I Watched Outer Banks on Netflix – This is How I Know I am a Teacher


I Watched Outer Banks on Netflix - This is How I Know I am a Teacher

The young adult, action-packed, teen drama that is Outer Banks is now #1 on Netflix. I’ll admit I was reluctant to watch a show full of teens and often found myself shaking my head at these kids’ antics while muttering, “No way. C’mon now,” at the screen. But by episode 2 I was hooked and had to know what happened. 

If you haven’t seen the show, basically a teenager and his friends go on a treasure hunt related to his father’s disappearance. There are parties, drugs, romances, and fights sprinkled throughout the show too. A beach town where there are two kinds of people: Pogues or Kooks. And there is also me. A teacher and parent. And I have a few things I have to say. 

*Spoilers Ahead*

1. Where are these kids’ parents most of the time? 

Episode 1 I often questioned where these kids’ parents were, but I chalked it up to being one day in the summer. They all probably told their parents they were going to hang out at so-so’s house for the day and evening. I even let it slide when they had an all-out kegger on the beach at night. 

However, by Episode 3 I was screaming at the television, “WHERE’S THE PARENTAL SUPERVISION!!?” One kid had a rager at his house and people were doing cocaine and jumping off the roof. No parents. The party didn’t even get broken up by the cops. These kids just had free reign to do whatever they wanted whenever they wanted. Drive their parents’ boats out into the ocean? No problem. Not come home for days? Parents not too pleased but ok. Cause a scene and run away from a town party? Whatever. Parents will just stand there and meekly call after them. Steal and carry around guns? Sure why not.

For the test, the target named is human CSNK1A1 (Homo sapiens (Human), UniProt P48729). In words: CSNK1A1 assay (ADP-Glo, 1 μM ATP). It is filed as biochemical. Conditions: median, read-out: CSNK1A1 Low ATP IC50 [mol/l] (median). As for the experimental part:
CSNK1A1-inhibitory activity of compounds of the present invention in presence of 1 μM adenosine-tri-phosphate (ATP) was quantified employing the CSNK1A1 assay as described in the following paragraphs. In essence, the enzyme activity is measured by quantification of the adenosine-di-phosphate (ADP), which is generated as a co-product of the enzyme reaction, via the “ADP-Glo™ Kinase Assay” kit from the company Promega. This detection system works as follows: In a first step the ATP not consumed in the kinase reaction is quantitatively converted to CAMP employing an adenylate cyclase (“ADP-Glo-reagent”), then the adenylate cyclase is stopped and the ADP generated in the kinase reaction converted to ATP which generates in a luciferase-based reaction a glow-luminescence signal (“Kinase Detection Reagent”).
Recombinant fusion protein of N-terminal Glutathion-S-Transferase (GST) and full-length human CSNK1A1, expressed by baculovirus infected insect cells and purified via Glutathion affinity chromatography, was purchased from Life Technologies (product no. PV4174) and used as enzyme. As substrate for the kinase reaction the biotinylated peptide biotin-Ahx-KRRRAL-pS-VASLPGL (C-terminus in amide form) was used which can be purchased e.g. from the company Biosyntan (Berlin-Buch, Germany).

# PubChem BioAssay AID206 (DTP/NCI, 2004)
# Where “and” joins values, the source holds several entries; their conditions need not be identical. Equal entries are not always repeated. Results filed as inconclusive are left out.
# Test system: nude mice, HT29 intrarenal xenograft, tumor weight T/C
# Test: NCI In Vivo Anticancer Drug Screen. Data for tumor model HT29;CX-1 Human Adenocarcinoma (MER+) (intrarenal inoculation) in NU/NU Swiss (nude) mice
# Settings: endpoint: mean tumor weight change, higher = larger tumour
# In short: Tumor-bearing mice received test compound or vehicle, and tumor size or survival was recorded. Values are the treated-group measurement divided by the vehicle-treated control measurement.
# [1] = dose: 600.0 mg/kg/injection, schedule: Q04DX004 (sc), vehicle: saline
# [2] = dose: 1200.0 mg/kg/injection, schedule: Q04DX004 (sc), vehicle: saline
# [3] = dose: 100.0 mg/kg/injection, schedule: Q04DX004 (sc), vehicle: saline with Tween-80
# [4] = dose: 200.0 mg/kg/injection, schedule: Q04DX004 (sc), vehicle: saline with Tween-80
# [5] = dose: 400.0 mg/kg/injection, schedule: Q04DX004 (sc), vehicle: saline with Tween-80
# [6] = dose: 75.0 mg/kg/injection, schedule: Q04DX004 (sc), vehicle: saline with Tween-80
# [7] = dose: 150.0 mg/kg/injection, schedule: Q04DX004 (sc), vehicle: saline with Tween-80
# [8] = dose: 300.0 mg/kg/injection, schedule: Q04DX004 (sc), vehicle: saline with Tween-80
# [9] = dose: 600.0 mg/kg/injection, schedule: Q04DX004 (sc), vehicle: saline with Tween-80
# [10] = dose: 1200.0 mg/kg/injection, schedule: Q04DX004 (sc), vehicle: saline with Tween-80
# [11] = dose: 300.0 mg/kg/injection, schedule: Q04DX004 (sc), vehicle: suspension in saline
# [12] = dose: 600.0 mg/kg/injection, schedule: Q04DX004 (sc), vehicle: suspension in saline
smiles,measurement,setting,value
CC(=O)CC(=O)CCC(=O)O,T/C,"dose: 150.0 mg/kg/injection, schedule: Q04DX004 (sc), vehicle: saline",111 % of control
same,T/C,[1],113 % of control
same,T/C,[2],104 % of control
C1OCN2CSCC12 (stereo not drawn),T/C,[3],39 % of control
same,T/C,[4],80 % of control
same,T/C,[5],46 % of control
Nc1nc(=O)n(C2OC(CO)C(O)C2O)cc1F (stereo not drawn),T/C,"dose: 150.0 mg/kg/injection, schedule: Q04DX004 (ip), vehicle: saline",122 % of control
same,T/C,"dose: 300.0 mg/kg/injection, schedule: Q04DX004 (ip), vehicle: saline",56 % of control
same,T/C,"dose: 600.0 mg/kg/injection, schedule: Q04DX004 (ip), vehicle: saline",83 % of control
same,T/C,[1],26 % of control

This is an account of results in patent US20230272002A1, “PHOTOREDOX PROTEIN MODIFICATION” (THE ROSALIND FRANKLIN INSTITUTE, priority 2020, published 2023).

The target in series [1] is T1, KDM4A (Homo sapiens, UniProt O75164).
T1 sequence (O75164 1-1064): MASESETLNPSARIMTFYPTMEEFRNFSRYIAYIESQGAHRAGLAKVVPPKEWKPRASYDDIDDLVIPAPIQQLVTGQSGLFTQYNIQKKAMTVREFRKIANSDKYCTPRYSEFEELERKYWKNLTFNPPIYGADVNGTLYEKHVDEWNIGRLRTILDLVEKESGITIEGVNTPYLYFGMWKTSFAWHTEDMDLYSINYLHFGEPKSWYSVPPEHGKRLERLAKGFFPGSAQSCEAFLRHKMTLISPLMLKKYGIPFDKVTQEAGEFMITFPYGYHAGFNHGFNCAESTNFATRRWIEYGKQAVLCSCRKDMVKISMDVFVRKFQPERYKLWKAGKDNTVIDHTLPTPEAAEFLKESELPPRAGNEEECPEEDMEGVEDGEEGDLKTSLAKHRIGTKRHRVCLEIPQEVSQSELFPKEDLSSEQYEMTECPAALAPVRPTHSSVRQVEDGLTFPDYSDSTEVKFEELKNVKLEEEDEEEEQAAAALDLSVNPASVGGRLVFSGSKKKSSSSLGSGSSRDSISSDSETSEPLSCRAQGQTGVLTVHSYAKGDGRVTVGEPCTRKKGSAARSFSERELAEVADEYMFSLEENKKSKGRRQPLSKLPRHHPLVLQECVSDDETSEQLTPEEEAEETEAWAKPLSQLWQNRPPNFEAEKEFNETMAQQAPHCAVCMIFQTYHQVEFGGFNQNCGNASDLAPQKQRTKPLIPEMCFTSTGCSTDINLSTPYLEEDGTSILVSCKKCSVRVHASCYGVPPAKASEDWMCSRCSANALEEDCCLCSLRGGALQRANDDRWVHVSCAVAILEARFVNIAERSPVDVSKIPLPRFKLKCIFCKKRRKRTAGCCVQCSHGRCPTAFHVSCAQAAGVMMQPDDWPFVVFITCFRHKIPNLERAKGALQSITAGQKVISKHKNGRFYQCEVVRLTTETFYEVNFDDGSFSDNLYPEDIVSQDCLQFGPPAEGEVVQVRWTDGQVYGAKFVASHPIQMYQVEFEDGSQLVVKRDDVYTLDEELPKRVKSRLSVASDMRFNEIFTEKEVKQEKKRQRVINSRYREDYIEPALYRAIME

By the end of the season, I was shaking my head in disgrace. No wonder these kids come to school thinking no rules apply to them. They just walk all over their parents at home. Where’s the parent support here? Yeah, I’m definitely a teacher. 

I Watched Outer Banks on Netflix - This is How I Know I am a Teacher

2. I understand their language

I’ve been a high school teacher for nine years. I have taught through the years of YOLO, bae, squad, on fleek, Gucci, lit, throwing shade, that’s savage, turnt, that’s goals, and sippin’ the tea. I usually know the teen lingo long before my friends and family do. 

It came as no surprise then that I quickly caught on to the slang these kids were using while my husband who was watching with me was probably a bit more confused. Macking on, shooting his shot, lowkey, flexing. All of that terminology I got, and that’s how I know I am a teacher. Cue woogity woogity with tongue out. 

I Watched Outer Banks on Netflix - This is How I Know I am a Teacher

3. I could not let go that they got from the Outer Banks to Chapel Hill by ferry

It’s not geographically possible! As a teacher and a lover of geography, I could not accept this error in landscape, which so blatantly points out that there is a waterway from the coast of North Carolina to the piedmont region of the state. There is absolutely not one. I couldn’t even accept it in the name of love and dramatic creativity. I know that it makes a much better story for John B and Sarah to sneak onto a ferry and hide out in I what I assume is the boiler room of the boat where John B becomes so overcome with heat and sweat that he has to remove his shirt, thus, sparking flames and forbidden love (after all she is a Kook and he is a Pogue) between the two teenage heartthrobs. “BUT do not do that in the name of geography”, screams every teacher.